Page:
(3.) A bill is payable to bearer which is expressed to be so payable, or on which the only or last indorsement is an indorsement in blank.

This subsection brings the law into accordance with custom by making a special indorsement control a previous indorsement in blank, see too sect. 34.

(4.) A bill is payable to order which is expressed to be so payable, or which is expressed to be payable to a particular person, and does not contain words prohibiting transfer or indicating an intention that it should not be transferable.

(5.) Where a bill, either originally or by indorsement, is expressed to be payable to the order of a specified person, and not to him or his order, it is nevertheless payable to him or his order at his option.

9. (1.) The sum payable by a bill is a sum certain within the meaning of this Act, although it is required to be paid

(a.) With interest.

(b.) By stated instalments.

(c.) By stated instalments, with a provision that Sum payable. upon default in payment of any instalment

the whole shall become due.

(d.) According to an indicated rate of exchange or according to a rate of exchange to be ascertained as directed by the bill.

(2.) Where the sum payable is expressed in words and also in figures, and there is a discrepancy between the two, the sum denoted by the words is amount payable.

.) Where a bill is expressed to be payable with
est, unless the instrument otherwise provides,
est runs from the date of the bill, and if the bill
dated from the issue thereof.

(1.) A bill is payable on demand

) Which is expressed to be payable on demand,
or at sight, or on presentation; or

) In which no time for payment is expressed.
..) Where a bill is accepted or indorsed when it is
due, it shall as regards the acceptor who so
pts, or any indorser who so indorses it, be
ned a bill payable on demand.

Bill payable on demand.

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A bill is payable at a determinable future time Bill payable at a

In the meaning of this Act which is expressed to
yable-

) At a fixed period after date or sight.

è sect. 14 (2) (3) and sect. 65 (5).

) On or at a fixed period after the occurrence of
a specified event which is certain to happen,
though the time of happening may be
uncertain.

future time.

Omission of date in bill payable

after date or

sight.

Ante-dating and post-dating.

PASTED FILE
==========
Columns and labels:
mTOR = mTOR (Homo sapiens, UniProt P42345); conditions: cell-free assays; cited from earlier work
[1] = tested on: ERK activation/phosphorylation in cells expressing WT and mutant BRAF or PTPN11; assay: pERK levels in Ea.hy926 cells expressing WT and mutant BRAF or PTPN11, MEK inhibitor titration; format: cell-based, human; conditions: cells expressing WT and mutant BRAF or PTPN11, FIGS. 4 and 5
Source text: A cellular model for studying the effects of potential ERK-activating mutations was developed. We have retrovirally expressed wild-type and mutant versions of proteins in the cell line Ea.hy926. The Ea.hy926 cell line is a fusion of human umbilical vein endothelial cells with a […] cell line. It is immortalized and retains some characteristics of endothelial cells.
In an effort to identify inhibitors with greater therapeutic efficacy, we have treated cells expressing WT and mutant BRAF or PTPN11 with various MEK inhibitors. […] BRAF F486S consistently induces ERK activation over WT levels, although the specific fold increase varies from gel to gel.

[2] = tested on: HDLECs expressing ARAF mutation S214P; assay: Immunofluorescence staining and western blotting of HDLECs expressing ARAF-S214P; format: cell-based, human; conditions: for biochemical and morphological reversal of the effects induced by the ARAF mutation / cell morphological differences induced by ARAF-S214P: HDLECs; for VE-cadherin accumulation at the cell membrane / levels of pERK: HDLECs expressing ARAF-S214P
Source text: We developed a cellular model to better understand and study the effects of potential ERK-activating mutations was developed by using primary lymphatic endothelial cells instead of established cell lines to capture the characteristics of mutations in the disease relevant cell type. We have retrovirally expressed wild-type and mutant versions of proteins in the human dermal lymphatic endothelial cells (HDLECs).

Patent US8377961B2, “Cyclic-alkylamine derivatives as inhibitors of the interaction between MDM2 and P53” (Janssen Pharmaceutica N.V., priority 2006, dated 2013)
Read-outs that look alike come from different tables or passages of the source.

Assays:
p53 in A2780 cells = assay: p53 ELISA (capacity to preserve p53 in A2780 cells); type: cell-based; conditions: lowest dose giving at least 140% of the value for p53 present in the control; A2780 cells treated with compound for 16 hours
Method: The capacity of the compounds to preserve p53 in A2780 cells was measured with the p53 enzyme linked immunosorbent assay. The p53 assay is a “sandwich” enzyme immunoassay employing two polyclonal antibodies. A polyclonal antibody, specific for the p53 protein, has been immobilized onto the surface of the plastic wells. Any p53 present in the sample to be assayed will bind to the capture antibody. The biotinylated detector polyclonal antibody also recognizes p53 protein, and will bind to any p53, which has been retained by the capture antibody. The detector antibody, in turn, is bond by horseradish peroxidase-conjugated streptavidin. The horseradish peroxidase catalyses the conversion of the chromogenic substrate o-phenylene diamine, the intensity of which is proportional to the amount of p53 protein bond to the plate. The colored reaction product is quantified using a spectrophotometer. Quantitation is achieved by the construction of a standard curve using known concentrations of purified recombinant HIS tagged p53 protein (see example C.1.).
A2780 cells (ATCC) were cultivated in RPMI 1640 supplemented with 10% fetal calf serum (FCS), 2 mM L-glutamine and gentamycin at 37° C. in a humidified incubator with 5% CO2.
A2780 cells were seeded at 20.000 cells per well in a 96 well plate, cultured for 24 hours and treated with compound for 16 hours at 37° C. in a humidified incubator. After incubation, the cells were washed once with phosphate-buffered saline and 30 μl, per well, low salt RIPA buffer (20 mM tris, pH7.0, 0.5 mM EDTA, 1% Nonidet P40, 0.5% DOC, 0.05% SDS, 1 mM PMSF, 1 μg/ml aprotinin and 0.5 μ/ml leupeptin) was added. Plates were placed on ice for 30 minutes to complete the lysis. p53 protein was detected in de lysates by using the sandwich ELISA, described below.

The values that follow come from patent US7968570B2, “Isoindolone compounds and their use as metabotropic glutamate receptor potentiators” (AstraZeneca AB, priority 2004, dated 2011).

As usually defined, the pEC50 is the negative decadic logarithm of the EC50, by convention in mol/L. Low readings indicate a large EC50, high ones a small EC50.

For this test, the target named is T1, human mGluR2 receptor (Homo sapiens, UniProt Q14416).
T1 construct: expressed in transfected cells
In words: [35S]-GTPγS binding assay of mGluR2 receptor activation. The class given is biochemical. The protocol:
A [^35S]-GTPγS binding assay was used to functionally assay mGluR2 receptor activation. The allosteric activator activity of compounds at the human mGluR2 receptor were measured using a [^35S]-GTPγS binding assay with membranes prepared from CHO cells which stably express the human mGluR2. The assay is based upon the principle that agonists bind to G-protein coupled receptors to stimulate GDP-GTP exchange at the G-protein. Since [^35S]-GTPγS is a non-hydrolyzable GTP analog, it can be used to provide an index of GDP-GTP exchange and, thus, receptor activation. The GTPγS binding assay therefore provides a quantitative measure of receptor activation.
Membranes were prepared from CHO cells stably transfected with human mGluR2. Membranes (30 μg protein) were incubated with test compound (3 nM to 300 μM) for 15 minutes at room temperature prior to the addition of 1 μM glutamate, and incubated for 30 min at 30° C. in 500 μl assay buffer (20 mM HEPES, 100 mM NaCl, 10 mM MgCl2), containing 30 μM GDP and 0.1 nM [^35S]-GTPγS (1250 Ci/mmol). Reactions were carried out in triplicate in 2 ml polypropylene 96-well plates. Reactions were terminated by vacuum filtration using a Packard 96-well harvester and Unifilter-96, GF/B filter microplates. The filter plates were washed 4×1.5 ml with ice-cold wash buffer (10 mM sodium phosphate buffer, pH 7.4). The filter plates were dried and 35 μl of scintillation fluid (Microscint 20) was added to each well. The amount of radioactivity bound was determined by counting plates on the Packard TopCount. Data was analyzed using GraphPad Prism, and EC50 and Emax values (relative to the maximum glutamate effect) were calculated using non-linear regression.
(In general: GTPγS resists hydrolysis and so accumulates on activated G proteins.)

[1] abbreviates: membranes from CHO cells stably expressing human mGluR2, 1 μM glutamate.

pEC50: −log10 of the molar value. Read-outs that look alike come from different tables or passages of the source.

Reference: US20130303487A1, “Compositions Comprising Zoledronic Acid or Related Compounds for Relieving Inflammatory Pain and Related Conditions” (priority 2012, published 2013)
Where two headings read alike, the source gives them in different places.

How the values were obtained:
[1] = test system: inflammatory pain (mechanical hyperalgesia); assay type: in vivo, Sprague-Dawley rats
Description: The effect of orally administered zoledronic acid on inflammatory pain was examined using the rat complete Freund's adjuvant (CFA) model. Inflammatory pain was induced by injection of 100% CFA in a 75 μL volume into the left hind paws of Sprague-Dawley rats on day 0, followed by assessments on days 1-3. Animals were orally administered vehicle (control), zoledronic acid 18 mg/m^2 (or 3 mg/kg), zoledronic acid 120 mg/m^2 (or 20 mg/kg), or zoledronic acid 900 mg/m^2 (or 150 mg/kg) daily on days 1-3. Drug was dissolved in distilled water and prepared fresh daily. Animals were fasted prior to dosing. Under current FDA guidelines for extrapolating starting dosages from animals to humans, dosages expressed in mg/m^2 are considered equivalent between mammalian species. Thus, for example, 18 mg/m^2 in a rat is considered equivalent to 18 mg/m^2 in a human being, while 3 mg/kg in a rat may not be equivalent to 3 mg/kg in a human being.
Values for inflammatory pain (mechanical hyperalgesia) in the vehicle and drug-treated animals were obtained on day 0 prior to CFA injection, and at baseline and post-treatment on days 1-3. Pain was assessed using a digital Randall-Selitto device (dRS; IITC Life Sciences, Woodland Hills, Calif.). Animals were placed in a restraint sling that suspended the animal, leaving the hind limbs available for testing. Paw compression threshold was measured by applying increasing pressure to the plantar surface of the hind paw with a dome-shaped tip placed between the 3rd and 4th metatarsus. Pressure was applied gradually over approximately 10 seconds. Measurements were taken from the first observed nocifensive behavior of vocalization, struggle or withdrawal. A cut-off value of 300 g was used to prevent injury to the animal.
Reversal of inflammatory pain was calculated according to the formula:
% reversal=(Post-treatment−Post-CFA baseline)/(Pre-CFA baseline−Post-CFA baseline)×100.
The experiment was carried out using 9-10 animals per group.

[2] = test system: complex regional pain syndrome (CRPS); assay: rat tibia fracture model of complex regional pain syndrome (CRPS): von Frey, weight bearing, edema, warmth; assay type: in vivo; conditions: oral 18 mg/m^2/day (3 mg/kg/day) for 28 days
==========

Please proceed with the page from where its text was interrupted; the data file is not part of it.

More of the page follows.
Computation of

time of payment.

An instrument expressed to be payable on a contingency is not a bill, and the happening of the event does not cure the defect.

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An instrument running "Pay C or order £100 on the arrival of the ship Sarah in London" would not be a bill.

12. Where a bill expressed to be payable at a fixed period after date is issued undated, or where the acceptance of a bill payable at a fixed period after sight is undated, any holder may insert therein the true date of issue or acceptance, and the bill shall be payable accordingly.

Provided that (1) where the holder in good faith and by mistake inserts a wrong date, and (2) in every case where a wrong date is inserted, if the bill subsequently comes into the hands of a holder in due course the bill shall not be avoided thereby, but shall operate and be payable as if the date so inserted had been the true date.

The law on the subject dealt with by this section was previously very doubtful. See sect. 20 for the general rule as to omissions in a bill.

13. (1.) Where a bill or an acceptance or any indorsement on a bill is dated, the date shall, unless the contrary be proved, be deemed to be the true date of the drawing, acceptance, or indorsement, as the case may be.

(2.) A bill is not invalid by reason only that it is ante-dated or post-dated, or that it bears date on a Sunday.

It has been held under the Stamp Act, 1870, which is saved by sect. 97, that a post-dated cheque is not invalid. Apart from the Stamp Acts it is for most purposes a bill payable after date.

14. Where a bill is not payable on demand the day on which it falls due is determined as follows: